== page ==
At Aurovalley, I walked in the tulsi-scented meadows, meditated in the temple, listened to inspiring talks, soaked up the peaceful, energizing atmosphere and, most of all, listened to myself. In silence, I sensed the presence of the divine, and I heard my heart and my soul speak. Then, almost suddenly, I felt that I “woke up.” It was like a light went on.

I realized how deeply disconnected I had become from my vision and sense of purpose; from myself and the source of my being. I was living in a state of fear and tension, and hadn’t fully realized it. I saw strong currents of negativity and bitterness within me, and I didn’t like the person I was becoming. It was a very painful, but very necessary, awareness.

My insecurities were doing their destructive work.

The founder of Aurovalley Ashram, Swami Brahmdev (Swamiji), says that all the forces, even the negative and hostile forces, are actually trying to help us — but they have to help using their nature. So negative and hostile forces help us in a negative and hostile way. You might get sick, and then realize how much you needed rest. You might get fired and then find the job or career of your dreams. You might get criticized and realize there is a useful message mixed in with the hostility.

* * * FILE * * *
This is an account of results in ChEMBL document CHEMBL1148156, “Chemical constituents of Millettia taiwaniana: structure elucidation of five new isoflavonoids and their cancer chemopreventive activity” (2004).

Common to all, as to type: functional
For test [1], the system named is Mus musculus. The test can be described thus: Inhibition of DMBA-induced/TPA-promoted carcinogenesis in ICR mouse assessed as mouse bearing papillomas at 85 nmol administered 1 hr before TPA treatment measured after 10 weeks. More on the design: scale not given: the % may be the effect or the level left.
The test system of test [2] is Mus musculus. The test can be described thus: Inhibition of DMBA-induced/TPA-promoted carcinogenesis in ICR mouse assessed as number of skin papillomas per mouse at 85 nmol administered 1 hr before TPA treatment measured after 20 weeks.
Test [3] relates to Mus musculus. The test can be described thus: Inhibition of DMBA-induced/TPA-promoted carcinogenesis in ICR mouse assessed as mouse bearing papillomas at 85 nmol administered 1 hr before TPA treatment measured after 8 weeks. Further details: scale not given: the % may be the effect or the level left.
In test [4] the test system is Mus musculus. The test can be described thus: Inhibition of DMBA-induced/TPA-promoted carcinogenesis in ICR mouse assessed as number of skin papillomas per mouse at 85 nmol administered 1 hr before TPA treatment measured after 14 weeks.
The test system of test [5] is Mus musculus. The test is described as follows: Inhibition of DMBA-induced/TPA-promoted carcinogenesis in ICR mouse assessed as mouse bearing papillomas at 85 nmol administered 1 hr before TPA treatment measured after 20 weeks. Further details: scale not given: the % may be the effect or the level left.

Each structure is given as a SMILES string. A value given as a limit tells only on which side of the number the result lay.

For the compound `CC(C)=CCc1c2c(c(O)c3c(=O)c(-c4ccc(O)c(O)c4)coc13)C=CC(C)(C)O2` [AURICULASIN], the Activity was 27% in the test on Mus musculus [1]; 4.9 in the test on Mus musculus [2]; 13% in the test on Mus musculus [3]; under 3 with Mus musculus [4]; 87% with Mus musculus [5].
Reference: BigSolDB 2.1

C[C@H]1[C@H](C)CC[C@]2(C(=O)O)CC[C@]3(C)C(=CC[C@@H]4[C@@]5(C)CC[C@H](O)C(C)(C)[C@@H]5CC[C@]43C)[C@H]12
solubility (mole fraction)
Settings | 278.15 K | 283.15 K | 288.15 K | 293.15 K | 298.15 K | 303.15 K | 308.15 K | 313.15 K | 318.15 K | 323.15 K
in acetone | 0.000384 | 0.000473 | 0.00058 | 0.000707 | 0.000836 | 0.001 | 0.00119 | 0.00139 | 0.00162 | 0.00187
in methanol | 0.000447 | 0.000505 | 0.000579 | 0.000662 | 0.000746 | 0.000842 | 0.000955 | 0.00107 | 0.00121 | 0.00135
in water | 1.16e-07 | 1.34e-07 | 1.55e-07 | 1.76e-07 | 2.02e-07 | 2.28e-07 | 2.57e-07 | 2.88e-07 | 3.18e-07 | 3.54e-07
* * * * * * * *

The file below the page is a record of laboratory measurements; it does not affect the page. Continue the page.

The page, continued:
So my negativity, tiredness and dire financial situation were trying to help me see that I was on the wrong path.

A Long and Winding Road

Before I discovered travel writing, I had never really tried to do anything. As a young woman, I was plagued with anxiety, insecurity and lack of confidence. With help from a boyfriend, I earned a degree in magazine journalism when I was in my 20s. But after graduating, I drifted from job to job, mostly in communications or as an editor. I was going through life without focus, ambition or goals; my dreams were buried a mile deep.

In my 30s, I started searching, questioning, healing. I studied Gestalt Therapy and became a yoga student. I took an active role in my career and tried to steer it towards writing. But then, at 37 years of age I was hit with a devastating trauma — the sudden death of my mother. Several other terrible losses piled up, including my father’s death from cancer, and I sank into a deep depression for several years.